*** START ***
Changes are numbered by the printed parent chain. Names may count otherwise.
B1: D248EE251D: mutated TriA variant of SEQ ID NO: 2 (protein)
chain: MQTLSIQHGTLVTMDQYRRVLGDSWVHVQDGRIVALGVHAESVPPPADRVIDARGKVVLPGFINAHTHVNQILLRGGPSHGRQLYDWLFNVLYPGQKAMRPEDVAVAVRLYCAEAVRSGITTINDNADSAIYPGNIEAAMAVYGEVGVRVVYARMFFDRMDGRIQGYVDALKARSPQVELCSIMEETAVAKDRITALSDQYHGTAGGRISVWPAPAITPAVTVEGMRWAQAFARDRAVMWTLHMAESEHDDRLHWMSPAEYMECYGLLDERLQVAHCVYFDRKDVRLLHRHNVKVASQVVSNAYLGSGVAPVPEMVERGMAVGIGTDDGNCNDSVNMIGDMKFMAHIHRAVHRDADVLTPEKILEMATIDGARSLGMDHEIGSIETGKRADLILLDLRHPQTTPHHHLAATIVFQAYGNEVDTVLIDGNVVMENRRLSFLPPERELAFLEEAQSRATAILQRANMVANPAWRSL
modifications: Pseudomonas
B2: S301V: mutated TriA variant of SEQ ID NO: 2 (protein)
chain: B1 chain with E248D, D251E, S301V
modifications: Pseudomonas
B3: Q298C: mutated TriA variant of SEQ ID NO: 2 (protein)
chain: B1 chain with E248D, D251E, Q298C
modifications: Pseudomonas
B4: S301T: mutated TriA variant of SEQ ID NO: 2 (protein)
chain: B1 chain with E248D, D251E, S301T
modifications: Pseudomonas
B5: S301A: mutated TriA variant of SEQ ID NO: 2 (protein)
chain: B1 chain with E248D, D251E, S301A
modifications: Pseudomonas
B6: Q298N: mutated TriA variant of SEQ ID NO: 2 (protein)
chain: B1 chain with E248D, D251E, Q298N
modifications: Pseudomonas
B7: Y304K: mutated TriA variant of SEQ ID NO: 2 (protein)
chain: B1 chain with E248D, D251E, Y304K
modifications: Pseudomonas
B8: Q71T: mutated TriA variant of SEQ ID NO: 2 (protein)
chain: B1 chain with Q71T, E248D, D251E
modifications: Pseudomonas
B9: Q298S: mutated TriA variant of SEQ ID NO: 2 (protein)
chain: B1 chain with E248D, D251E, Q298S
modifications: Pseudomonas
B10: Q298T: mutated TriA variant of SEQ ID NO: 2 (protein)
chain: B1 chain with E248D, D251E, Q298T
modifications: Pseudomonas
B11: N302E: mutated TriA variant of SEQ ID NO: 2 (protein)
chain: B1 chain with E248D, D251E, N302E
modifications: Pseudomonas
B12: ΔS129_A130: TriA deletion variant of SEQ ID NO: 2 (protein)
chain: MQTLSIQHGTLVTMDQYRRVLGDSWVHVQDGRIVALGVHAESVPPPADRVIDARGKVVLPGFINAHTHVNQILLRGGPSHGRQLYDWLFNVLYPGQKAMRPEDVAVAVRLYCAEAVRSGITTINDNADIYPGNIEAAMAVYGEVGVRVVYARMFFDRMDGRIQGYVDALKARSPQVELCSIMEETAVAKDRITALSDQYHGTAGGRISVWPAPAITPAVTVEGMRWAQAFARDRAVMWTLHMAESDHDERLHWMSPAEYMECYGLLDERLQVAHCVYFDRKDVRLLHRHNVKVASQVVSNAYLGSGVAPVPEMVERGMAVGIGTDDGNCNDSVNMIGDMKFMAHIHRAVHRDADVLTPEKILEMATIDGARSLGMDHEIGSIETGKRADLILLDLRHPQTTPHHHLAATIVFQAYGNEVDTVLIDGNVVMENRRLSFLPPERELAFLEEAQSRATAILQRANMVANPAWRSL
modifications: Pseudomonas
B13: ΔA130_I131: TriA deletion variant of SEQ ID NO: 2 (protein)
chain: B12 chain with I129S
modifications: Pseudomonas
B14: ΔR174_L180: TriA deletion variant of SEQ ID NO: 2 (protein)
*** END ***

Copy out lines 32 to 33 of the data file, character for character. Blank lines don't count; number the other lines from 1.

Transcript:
B11: N302E: mutated TriA variant of SEQ ID NO: 2 (protein)
chain: B1 chain with E248D, D251E, N302E